A group of experts, headed by Dr. Md. Abdul Aziz of King Fahd University of Petroleum & Minerals, Saudi Arabia, published a personal account entitled “Present Status and Future Prospects of Jute in Nanotechnology: A Review” (DOI: https://doi.org/10.1002/tcr.202100135) in a well-reputed journal (The Chemical Record; Quantile Rank: Q1 and Impact Factor: 6.77) of the Wiley publishing group. To cover a broader area of nanotechnology in an authentic way, the authors were selected from different research areas and are highly qualified in research and working in the leading world-class universities. They provided well-defined proofs of why Jute needs to be applied in nanotechnology with notable examples and prospects.
They described the latest developments and future aspects of Jute in nanotechnology, including the preparation and applications of jute-derived nano-cellulose, as a scaffolder for other nanomaterials, catalysis, carbon preparation, life sciences, coatings, polymers, energy storage, drug delivery, fertilizer delivery, electrochemistry, reductant and stabilizer, petroleum industry, paper industry, polymeric nanocomposites, sensors, coatings, and electronics.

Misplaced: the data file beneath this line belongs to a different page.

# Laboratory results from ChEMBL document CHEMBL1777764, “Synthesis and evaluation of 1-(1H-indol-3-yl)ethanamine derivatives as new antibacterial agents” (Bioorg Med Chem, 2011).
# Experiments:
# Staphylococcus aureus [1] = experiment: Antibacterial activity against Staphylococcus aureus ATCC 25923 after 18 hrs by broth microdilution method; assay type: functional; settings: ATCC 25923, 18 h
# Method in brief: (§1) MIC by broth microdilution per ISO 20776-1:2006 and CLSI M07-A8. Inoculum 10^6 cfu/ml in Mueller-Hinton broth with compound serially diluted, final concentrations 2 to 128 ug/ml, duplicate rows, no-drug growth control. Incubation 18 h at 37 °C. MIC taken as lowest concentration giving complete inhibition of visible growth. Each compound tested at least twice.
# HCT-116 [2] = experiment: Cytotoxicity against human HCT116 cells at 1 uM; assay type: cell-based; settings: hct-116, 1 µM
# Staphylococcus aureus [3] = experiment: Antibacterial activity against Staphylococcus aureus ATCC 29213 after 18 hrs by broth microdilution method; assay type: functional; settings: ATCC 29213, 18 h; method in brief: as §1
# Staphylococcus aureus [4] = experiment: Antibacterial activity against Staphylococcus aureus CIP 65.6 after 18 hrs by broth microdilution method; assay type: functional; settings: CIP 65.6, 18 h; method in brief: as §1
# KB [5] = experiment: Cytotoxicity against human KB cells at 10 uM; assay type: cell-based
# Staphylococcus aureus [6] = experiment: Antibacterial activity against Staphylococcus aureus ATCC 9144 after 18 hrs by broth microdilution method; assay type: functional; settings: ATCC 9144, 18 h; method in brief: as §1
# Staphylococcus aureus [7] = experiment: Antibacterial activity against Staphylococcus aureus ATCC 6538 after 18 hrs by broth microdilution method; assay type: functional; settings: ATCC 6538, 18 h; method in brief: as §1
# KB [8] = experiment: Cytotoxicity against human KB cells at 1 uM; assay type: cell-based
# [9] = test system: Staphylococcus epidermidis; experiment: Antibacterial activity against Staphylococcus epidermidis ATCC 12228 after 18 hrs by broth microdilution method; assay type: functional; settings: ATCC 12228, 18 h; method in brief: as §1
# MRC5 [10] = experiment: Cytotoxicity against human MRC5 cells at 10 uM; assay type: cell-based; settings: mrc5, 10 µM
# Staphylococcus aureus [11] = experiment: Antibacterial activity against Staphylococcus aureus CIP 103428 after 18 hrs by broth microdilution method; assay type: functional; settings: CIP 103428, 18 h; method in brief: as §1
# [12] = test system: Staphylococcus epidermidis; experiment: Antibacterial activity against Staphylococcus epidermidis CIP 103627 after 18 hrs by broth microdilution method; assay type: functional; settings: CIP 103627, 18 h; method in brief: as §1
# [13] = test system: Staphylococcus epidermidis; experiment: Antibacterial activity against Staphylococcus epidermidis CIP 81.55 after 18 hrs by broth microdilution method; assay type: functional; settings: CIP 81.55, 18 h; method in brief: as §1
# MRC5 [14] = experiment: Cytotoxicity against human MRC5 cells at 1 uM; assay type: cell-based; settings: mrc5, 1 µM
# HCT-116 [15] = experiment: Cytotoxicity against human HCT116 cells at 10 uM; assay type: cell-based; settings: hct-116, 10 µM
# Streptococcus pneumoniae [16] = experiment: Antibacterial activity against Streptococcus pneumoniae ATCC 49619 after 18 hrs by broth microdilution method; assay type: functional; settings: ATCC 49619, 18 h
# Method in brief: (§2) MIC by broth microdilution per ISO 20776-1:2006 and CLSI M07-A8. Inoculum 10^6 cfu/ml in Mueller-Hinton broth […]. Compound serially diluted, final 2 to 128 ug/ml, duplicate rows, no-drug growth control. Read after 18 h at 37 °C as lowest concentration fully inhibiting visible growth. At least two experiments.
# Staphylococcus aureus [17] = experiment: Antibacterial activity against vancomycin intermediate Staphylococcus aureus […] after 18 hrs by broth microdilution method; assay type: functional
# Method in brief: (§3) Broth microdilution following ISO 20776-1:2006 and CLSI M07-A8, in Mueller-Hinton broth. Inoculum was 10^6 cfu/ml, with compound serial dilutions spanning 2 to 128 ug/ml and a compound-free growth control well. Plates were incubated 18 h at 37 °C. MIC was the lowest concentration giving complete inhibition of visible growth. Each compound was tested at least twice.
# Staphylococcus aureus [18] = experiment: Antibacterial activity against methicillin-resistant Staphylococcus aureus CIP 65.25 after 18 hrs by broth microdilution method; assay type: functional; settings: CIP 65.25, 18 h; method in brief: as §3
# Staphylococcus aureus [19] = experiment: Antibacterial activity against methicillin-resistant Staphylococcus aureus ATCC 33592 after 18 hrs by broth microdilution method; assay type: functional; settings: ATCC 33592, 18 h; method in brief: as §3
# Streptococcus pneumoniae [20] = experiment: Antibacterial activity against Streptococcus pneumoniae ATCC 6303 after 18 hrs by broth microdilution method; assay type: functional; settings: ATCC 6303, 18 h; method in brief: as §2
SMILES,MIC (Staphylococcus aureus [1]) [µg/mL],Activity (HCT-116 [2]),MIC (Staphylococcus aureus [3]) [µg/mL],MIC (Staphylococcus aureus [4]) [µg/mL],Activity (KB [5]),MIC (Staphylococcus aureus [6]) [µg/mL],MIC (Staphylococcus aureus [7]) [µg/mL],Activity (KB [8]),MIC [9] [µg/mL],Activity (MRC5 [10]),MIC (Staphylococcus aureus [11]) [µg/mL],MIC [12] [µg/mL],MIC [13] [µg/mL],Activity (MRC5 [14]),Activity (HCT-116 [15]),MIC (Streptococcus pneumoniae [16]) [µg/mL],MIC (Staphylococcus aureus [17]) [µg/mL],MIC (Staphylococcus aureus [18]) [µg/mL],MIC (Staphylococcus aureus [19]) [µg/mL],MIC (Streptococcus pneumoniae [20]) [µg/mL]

These prospects will serve as a precursor of Jute-based nanotechnology research and industry setup in the future. The utilization of Jute (high cellulose-based biomass) in the nanomaterials area could bring prosperity and economic advantages, especially from an environmental perspective. The researchers aim to find out the economic and environmental benefits of Jute and highlighted various future aspects of Jute in nanotechnology.
Jute sticks derived carbon materials also played a vital role as electrode materials for electrochemical energy storage applications and showed better results than the commercially available activated carbon. (Shah et al., Jute Sticks Derived and Commercially Available Activated Carbons for Symmetric Supercapacitors with Bio‐electrolyte: A Comparative Study, Synthetic Metals, 277, 2021, 116765).